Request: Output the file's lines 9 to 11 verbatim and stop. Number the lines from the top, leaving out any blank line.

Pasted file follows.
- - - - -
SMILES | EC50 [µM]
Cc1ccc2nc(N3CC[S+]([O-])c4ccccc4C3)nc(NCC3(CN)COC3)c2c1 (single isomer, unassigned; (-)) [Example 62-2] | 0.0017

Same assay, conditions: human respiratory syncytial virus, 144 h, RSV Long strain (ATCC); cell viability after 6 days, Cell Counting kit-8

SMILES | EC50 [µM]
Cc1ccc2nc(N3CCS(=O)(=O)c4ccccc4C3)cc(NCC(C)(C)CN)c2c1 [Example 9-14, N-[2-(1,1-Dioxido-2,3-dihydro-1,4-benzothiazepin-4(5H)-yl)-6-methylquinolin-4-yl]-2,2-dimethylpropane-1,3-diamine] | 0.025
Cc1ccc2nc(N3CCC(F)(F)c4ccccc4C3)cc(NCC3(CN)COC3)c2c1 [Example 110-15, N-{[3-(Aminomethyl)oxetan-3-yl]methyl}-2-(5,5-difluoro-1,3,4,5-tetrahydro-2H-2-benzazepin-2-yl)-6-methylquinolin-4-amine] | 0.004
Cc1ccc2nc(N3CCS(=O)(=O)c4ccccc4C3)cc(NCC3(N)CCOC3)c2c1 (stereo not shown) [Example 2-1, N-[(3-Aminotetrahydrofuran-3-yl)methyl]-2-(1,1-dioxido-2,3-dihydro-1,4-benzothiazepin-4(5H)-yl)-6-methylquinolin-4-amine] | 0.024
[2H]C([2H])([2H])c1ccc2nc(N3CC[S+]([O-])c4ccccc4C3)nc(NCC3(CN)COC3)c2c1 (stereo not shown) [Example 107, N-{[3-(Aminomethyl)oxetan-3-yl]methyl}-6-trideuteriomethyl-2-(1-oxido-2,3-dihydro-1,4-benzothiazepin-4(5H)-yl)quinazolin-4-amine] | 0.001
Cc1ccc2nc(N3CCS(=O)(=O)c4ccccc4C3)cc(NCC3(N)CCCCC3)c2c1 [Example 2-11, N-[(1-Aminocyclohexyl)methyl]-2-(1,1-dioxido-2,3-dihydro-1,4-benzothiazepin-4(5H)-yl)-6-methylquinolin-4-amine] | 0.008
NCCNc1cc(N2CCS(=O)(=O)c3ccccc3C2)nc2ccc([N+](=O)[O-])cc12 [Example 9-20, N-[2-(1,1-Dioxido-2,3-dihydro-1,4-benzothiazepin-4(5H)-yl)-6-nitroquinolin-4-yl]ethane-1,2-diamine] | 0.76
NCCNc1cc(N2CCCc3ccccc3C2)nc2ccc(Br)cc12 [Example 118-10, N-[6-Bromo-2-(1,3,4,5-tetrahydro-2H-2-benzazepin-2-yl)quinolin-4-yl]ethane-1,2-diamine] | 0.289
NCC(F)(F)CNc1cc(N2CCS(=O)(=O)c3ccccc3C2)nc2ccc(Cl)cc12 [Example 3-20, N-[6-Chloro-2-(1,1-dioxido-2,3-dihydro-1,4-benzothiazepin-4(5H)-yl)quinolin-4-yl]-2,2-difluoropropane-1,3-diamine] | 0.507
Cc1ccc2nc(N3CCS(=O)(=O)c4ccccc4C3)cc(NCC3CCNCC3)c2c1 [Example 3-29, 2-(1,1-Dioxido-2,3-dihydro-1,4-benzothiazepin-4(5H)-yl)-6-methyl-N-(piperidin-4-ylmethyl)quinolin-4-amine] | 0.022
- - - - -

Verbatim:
Cc1ccc2nc(N3CCS(=O)(=O)c4ccccc4C3)cc(NCC3(N)CCCCC3)c2c1 [Example 2-11, N-[(1-Aminocyclohexyl)methyl]-2-(1,1-dioxido-2,3-dihydro-1,4-benzothiazepin-4(5H)-yl)-6-methylquinolin-4-amine] | 0.008
NCCNc1cc(N2CCS(=O)(=O)c3ccccc3C2)nc2ccc([N+](=O)[O-])cc12 [Example 9-20, N-[2-(1,1-Dioxido-2,3-dihydro-1,4-benzothiazepin-4(5H)-yl)-6-nitroquinolin-4-yl]ethane-1,2-diamine] | 0.76
NCCNc1cc(N2CCCc3ccccc3C2)nc2ccc(Br)cc12 [Example 118-10, N-[6-Bromo-2-(1,3,4,5-tetrahydro-2H-2-benzazepin-2-yl)quinolin-4-yl]ethane-1,2-diamine] | 0.289